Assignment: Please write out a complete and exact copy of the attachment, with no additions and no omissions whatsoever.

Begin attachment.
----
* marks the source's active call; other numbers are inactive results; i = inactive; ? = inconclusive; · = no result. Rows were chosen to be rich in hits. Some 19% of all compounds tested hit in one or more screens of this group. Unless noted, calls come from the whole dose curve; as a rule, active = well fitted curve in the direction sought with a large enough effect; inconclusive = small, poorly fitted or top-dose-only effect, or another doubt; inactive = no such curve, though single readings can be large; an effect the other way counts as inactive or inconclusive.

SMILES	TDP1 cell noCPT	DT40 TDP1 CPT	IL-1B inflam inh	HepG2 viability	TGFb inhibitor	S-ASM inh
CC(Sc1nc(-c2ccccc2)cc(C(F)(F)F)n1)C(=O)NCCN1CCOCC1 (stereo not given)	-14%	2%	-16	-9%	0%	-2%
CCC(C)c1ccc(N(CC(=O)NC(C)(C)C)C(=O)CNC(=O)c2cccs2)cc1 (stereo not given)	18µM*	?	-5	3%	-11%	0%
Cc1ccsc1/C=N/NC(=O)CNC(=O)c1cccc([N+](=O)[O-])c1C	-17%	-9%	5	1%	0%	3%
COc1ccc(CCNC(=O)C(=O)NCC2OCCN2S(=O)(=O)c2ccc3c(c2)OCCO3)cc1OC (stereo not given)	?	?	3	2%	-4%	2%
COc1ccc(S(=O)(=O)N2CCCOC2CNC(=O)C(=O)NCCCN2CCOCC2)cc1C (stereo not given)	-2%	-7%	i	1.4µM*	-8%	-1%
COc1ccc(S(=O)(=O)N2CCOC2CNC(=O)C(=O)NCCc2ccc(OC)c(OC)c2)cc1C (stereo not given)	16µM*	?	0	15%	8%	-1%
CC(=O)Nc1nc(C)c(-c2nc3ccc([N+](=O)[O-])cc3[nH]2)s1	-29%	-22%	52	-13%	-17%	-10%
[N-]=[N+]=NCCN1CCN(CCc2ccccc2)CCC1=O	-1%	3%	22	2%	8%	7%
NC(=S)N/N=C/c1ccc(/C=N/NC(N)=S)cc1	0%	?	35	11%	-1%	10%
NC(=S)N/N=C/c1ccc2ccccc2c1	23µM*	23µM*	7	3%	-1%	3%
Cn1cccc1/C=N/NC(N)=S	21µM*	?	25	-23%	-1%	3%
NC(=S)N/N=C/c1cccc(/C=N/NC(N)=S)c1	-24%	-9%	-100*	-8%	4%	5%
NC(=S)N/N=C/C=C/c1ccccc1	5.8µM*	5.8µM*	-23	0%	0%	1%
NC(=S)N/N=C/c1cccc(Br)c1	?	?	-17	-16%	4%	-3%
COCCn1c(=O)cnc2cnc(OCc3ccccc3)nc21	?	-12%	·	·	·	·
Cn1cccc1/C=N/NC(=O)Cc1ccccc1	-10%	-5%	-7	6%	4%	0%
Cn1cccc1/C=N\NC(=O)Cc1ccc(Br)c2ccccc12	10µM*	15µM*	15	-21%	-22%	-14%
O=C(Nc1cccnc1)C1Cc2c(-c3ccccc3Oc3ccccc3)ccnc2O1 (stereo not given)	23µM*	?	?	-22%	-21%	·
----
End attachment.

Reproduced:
* marks the source's active call; other numbers are inactive results; i = inactive; ? = inconclusive; · = no result. Rows were chosen to be rich in hits. Some 19% of all compounds tested hit in one or more screens of this group. Unless noted, calls come from the whole dose curve; as a rule, active = well fitted curve in the direction sought with a large enough effect; inconclusive = small, poorly fitted or top-dose-only effect, or another doubt; inactive = no such curve, though single readings can be large; an effect the other way counts as inactive or inconclusive.

SMILES	TDP1 cell noCPT	DT40 TDP1 CPT	IL-1B inflam inh	HepG2 viability	TGFb inhibitor	S-ASM inh
CC(Sc1nc(-c2ccccc2)cc(C(F)(F)F)n1)C(=O)NCCN1CCOCC1 (stereo not given)	-14%	2%	-16	-9%	0%	-2%
CCC(C)c1ccc(N(CC(=O)NC(C)(C)C)C(=O)CNC(=O)c2cccs2)cc1 (stereo not given)	18µM*	?	-5	3%	-11%	0%
Cc1ccsc1/C=N/NC(=O)CNC(=O)c1cccc([N+](=O)[O-])c1C	-17%	-9%	5	1%	0%	3%
COc1ccc(CCNC(=O)C(=O)NCC2OCCN2S(=O)(=O)c2ccc3c(c2)OCCO3)cc1OC (stereo not given)	?	?	3	2%	-4%	2%
COc1ccc(S(=O)(=O)N2CCCOC2CNC(=O)C(=O)NCCCN2CCOCC2)cc1C (stereo not given)	-2%	-7%	i	1.4µM*	-8%	-1%
COc1ccc(S(=O)(=O)N2CCOC2CNC(=O)C(=O)NCCc2ccc(OC)c(OC)c2)cc1C (stereo not given)	16µM*	?	0	15%	8%	-1%
CC(=O)Nc1nc(C)c(-c2nc3ccc([N+](=O)[O-])cc3[nH]2)s1	-29%	-22%	52	-13%	-17%	-10%
[N-]=[N+]=NCCN1CCN(CCc2ccccc2)CCC1=O	-1%	3%	22	2%	8%	7%
NC(=S)N/N=C/c1ccc(/C=N/NC(N)=S)cc1	0%	?	35	11%	-1%	10%
NC(=S)N/N=C/c1ccc2ccccc2c1	23µM*	23µM*	7	3%	-1%	3%
Cn1cccc1/C=N/NC(N)=S	21µM*	?	25	-23%	-1%	3%
NC(=S)N/N=C/c1cccc(/C=N/NC(N)=S)c1	-24%	-9%	-100*	-8%	4%	5%
NC(=S)N/N=C/C=C/c1ccccc1	5.8µM*	5.8µM*	-23	0%	0%	1%
NC(=S)N/N=C/c1cccc(Br)c1	?	?	-17	-16%	4%	-3%
COCCn1c(=O)cnc2cnc(OCc3ccccc3)nc21	?	-12%	·	·	·	·
Cn1cccc1/C=N/NC(=O)Cc1ccccc1	-10%	-5%	-7	6%	4%	0%
Cn1cccc1/C=N\NC(=O)Cc1ccc(Br)c2ccccc12	10µM*	15µM*	15	-21%	-22%	-14%
O=C(Nc1cccnc1)C1Cc2c(-c3ccccc3Oc3ccccc3)ccnc2O1 (stereo not given)	23µM*	?	?	-22%	-21%	·